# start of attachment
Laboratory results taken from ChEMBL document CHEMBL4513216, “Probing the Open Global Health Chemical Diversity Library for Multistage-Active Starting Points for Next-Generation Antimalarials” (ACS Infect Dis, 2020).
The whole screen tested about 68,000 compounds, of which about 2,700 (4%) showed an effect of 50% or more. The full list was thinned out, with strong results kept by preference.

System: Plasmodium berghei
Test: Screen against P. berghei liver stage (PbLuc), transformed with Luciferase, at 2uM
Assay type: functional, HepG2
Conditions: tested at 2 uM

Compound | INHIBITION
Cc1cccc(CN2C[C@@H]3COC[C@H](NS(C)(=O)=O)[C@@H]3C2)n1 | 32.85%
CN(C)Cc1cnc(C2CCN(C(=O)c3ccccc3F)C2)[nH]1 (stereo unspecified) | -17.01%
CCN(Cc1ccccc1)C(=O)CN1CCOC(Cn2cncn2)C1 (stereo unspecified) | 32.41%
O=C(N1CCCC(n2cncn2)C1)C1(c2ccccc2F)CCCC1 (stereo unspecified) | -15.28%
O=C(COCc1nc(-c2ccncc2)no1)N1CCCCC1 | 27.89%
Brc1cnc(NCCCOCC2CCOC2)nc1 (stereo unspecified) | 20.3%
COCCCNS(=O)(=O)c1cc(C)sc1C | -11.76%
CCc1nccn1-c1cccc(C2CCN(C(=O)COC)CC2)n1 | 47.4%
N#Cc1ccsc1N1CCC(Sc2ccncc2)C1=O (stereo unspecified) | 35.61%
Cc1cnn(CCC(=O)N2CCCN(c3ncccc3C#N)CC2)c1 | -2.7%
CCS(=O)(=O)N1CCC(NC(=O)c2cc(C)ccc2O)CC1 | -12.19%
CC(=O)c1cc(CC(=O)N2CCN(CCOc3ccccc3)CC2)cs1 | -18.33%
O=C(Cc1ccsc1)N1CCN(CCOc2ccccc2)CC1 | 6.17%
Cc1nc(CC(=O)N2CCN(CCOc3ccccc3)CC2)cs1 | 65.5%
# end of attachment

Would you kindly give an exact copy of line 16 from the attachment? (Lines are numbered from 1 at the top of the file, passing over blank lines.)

N#Cc1ccsc1N1CCC(Sc2ccncc2)C1=O (stereo unspecified) | 35.61%